I’m always reminded of this poem when I read that scene in The Plague where Tarrou and Rieux, after a long, rooftop conversation about both the futility and the importance of their fight against the plague, go swimming together in the ocean, not saying a word. If the sea is no longer the “sea of faith,” a reminder of God’s loving embrace of the world, of divine guarantees and eternal life, then it becomes merely a terrifying reminder of human finitude in the midst of the uncaring universe, at once dangerously chaotic and oddly banal. Unless, that is, it can be transformed, by imagination and sympathy—if only for a time—into a kind of cradle for human solidarity, or else just be seen as the background of infinity against which that solidarity achieves its tragic meaningfulness. Camus’ restraint is what makes the passage so powerful—he notes the rhythmic rising and sinking of the sea, and the infinite night stretching out over the water (“Devant eux, la nuit etait sans limites”)—but he resists the urge to take easy comfort in the mythical heritage of the setting. He doesn’t personify the sea, doesn’t wax eloquent about its symbolism, but leaves it to his characters and his readers to recognize that symbolism, or to recognize it as defunct. It is precisely the fact that these men are swimming in a sea that they know is just a sea, the fact that they must return to the fight (“recommencer”) in the morning, that is so moving. The bitter sweetness of the moment is derived from this paradox, from its setting in the context of the sea, with all its artifactual resonance, indeed by placing these men in the void left behind by the receding of religious consolation. (This is a very muddled way of putting it, I realize, and I mean to write more and better about it someday.)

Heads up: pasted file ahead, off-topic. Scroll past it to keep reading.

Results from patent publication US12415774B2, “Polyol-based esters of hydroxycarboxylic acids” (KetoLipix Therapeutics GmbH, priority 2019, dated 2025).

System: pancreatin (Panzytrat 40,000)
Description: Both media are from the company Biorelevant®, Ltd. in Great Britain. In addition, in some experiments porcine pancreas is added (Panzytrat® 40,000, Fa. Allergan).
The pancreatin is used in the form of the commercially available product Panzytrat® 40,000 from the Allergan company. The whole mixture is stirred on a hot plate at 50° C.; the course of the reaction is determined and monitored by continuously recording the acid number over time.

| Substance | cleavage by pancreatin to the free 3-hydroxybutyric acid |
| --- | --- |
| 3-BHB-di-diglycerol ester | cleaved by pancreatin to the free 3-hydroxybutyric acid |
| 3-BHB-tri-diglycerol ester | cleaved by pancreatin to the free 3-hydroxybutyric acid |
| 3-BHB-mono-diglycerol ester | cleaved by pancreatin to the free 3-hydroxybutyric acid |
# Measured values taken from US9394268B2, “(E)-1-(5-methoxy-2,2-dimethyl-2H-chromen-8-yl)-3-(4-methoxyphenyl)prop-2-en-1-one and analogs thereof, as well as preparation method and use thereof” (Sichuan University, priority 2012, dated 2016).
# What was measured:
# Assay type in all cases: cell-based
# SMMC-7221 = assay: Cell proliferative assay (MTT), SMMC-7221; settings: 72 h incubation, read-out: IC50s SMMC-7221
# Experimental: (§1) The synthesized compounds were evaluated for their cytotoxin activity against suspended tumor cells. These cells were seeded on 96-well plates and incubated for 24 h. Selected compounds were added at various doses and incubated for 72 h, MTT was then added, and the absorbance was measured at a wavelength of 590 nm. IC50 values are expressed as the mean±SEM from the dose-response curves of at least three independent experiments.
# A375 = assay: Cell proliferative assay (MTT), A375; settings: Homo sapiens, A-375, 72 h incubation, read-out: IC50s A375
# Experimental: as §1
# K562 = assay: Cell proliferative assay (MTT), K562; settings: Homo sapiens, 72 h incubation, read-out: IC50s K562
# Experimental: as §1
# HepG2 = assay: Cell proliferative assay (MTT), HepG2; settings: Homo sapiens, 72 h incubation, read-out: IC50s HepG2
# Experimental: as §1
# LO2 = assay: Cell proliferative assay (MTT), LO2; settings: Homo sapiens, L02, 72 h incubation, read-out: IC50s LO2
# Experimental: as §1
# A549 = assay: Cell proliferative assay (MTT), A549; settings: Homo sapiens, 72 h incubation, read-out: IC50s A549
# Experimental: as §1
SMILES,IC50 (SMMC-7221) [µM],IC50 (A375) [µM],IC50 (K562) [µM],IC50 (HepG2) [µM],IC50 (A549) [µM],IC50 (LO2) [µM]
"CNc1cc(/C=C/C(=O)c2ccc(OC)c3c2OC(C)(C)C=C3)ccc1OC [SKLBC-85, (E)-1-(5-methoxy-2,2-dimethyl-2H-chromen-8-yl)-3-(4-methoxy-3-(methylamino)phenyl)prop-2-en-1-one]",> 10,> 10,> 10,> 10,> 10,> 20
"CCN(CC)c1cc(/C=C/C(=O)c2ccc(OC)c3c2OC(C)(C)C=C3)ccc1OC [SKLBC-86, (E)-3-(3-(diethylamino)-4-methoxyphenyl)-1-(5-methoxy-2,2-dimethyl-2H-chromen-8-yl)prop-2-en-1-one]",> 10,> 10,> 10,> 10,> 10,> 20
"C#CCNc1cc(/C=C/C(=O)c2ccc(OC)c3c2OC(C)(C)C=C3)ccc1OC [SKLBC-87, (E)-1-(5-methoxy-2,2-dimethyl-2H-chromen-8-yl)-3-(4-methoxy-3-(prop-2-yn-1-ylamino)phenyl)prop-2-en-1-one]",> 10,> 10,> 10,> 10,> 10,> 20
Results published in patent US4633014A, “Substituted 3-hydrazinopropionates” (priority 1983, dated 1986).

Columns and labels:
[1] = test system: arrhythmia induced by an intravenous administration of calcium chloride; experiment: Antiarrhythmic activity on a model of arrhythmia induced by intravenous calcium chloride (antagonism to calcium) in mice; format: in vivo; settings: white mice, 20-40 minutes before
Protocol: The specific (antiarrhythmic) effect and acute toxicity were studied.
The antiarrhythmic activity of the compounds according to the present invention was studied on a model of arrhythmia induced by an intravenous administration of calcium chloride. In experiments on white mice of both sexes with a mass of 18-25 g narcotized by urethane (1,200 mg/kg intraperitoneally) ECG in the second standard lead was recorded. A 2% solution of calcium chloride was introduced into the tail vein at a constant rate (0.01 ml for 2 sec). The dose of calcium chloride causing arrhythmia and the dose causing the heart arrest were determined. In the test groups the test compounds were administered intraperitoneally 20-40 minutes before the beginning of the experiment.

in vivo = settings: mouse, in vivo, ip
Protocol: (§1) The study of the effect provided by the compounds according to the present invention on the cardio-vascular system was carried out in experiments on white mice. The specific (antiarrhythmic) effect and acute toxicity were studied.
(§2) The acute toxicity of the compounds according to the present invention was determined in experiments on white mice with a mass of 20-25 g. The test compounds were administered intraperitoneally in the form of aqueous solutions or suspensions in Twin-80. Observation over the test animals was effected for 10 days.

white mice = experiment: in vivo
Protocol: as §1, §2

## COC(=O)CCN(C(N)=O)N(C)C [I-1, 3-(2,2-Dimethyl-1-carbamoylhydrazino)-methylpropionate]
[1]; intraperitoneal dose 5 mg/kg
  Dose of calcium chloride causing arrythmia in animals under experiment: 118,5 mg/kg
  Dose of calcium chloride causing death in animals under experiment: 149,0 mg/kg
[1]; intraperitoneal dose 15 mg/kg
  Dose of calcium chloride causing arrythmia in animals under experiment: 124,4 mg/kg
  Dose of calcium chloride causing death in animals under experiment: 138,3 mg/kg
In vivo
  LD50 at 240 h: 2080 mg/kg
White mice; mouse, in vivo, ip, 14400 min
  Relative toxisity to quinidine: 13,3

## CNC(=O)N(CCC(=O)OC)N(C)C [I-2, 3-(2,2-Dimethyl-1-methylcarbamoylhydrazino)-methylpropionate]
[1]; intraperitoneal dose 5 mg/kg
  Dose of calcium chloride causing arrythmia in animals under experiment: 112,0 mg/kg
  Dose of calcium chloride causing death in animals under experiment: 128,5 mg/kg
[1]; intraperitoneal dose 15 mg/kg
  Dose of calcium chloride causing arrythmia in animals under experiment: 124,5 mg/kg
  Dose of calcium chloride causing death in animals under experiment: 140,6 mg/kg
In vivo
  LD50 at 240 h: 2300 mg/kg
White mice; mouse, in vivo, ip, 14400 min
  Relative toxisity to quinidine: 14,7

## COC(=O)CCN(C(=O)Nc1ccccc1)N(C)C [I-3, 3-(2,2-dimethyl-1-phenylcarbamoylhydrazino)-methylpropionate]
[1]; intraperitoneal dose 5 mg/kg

For Camus, happiness comes from what he called, in his journals somewhere, “comprehension,” and I think he meant to suggest by that word first “understanding,” but also, failing that—and to be modern is to experience that failure—, “inclusion,” the encompassing regard and acceptance of all that is. This is the amor fati and the refusal of resentment that was Nietzsche at his most noble, or the “tragic joy” of Yeats in his (doubtless Nietzsche-inspired) “Dialogue of Self and Soul”: “I am content to live it all again / And yet again, if it be life to pitch / Into the frog-spawn of a blind man’s ditch, / A blind man battering blind men.” Has there ever been a more brutal, unflinching description of human life as ignorance and violence—and yet Yeats accepts it all, comprehensively: